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Disability discrimination

Disability discrimination at work

The Equality Act 2010 makes it unlawful for an employer to discriminate against a disabled person either at work or when they are applying for work.  Someone is disabled if they have a physical or mental impairment that has lasted (or is expected to last) at least 12 months, and the impairment has a substantial adverse effect of that person’s ability to carry out day to day activities.  Ultimately it will be for the Employment Tribunal to determine whether or not someone meets this legal definition.

 

People who are blind or who have severe sight impairments; have severe disfigurements; or have been diagnosed with HIV, cancer or multiple sclerosis are automatically regarded as having a disability. 

Examples of discriminatory conduct include: 

- treating a job applicant or employee less favourably than others because of their disability

- treating a job applicant or employee unfavourably because of something arising in consequence of their disability, e.g. someone is dismissed because of the amount of time off they have had;

 - apply a provision, criterion or practice that disadvantages job applicants or employees with a shared disability without a justifiable reason for doing so;

- fail to comply with its duty to make reasonable adjustments e.g. allow a change in duties or working hours, or to provide an auxiliary aid.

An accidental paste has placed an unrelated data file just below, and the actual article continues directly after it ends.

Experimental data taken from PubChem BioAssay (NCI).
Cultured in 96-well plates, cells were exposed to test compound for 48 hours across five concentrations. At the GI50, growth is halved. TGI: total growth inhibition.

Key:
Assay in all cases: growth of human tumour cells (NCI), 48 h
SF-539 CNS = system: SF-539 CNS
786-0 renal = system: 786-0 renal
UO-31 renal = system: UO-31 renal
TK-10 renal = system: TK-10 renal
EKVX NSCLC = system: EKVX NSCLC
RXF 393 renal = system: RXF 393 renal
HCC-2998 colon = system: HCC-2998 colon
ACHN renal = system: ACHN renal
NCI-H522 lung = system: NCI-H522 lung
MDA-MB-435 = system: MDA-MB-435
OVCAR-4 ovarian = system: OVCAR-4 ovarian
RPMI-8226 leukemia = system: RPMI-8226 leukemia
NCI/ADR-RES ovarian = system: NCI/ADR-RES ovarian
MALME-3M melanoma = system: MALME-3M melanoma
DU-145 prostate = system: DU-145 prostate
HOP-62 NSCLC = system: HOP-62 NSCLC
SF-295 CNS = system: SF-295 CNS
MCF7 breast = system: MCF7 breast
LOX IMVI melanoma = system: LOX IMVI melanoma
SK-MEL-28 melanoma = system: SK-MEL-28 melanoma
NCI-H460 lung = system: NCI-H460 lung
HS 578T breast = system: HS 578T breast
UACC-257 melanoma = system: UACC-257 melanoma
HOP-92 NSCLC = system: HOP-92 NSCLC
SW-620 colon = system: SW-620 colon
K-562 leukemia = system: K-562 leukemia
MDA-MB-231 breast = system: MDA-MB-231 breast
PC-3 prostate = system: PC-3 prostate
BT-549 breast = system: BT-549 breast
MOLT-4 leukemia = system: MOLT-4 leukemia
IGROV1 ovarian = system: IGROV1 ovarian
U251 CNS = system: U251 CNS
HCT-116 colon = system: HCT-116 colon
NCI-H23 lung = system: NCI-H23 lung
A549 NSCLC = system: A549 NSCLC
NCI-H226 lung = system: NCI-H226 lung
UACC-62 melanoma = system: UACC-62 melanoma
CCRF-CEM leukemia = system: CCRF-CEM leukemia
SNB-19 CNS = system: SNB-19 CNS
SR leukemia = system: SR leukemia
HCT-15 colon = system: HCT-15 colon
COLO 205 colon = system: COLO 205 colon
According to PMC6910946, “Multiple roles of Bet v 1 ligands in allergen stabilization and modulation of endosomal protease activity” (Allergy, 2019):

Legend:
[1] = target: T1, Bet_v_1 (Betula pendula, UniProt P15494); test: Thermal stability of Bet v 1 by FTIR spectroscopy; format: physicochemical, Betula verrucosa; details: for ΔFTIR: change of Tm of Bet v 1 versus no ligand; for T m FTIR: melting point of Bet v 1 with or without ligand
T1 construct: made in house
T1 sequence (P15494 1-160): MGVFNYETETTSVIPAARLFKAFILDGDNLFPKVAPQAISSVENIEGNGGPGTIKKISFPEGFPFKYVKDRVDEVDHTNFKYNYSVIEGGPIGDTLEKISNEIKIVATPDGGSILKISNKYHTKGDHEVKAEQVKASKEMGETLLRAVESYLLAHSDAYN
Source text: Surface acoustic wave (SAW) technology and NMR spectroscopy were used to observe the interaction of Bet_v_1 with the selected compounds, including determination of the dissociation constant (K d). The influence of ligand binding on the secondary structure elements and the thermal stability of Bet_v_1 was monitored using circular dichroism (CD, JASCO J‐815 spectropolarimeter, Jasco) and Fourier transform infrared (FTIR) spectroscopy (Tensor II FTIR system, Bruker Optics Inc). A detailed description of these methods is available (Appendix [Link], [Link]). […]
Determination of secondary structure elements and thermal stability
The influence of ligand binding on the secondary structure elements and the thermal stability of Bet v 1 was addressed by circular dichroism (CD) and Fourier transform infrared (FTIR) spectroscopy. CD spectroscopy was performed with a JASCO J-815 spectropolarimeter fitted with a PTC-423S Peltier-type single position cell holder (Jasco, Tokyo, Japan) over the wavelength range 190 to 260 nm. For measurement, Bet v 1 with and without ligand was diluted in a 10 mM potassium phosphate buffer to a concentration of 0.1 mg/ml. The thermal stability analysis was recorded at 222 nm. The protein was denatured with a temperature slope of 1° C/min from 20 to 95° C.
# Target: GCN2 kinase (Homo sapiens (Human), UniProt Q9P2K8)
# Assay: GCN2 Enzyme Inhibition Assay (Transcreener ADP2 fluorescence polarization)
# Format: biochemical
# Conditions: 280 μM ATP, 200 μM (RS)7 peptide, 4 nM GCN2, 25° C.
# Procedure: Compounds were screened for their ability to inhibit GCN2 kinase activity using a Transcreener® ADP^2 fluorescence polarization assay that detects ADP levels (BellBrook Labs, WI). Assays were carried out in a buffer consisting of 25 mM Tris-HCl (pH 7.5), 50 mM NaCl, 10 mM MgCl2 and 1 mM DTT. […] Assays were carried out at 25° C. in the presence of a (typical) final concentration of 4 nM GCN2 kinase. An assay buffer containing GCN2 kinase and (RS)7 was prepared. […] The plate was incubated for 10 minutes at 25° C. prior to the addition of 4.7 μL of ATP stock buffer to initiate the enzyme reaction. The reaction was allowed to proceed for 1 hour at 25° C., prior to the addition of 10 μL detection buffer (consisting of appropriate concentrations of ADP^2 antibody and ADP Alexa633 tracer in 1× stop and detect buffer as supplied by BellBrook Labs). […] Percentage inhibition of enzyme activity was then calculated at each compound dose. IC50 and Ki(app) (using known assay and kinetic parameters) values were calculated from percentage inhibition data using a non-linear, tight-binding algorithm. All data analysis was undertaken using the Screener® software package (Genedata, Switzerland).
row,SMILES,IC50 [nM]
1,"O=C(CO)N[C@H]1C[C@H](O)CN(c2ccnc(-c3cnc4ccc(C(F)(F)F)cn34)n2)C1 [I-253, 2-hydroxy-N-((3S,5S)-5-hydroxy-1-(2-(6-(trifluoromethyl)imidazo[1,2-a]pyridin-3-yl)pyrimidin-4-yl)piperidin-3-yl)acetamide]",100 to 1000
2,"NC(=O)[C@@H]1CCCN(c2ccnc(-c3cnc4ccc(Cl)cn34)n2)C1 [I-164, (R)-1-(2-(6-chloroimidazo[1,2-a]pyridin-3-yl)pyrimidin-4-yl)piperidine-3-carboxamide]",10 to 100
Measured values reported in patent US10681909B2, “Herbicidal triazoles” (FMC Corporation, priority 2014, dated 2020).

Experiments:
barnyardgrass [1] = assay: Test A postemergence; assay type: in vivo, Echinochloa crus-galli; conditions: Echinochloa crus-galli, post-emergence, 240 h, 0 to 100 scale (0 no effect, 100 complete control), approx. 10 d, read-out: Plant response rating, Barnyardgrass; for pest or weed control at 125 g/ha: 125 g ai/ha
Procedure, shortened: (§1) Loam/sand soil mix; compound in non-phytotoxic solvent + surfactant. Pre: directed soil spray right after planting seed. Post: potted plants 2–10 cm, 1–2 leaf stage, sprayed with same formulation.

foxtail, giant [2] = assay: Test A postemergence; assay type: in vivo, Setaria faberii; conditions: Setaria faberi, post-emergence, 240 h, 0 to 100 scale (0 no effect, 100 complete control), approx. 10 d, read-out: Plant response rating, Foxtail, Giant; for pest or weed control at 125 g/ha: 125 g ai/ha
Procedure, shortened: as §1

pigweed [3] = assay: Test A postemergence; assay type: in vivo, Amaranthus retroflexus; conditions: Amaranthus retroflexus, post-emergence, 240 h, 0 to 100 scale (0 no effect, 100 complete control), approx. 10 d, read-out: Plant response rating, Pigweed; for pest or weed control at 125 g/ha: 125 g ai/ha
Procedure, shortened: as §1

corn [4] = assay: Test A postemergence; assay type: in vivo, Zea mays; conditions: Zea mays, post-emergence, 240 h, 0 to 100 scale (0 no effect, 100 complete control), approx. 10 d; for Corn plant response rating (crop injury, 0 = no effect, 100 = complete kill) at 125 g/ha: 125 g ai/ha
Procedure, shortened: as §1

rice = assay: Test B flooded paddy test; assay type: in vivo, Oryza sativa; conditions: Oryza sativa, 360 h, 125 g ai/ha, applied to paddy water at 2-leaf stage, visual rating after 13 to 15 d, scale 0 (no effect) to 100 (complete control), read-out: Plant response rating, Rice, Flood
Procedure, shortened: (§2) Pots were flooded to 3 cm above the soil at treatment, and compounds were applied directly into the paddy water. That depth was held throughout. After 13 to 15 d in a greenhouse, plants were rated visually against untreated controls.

- subjecting a job applicant or employee to harassment related to their disability.

- victimise a job applicant or employee because they have made or intend to make a disability discrimination complaint, or because they have helped someone else in bringing a complaint.

- ask job applicants pre-employment health questions other than for certain (limited) prescribed reasons.

You have 3 months less one day from the date of any failure to make a reasonable adjustment or any act of discrimination (if there is a course of ongoing discrimination, the deadline could be from the last date in that series of events), in which to issue a claim in the Employment Tribunal.  Prior to issuing a claim you need to contact the conciliation service ACAS to commence Early Conciliation (EC). If EC is unsuccessful you will be given a Certificate Number, which you will need to put on the ET claim form you submit to the Tribunal. The actual deadline to commence a claim in the Tribunal will depend on when you start EC and the date the certificate is issued.

 

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Our employment specialists can help if you think you’re being unfairly discriminated against at work. We can provide expert legal advice to help you decide if you have grounds for a claim and can guide you through the steps to take to help solve the problem.

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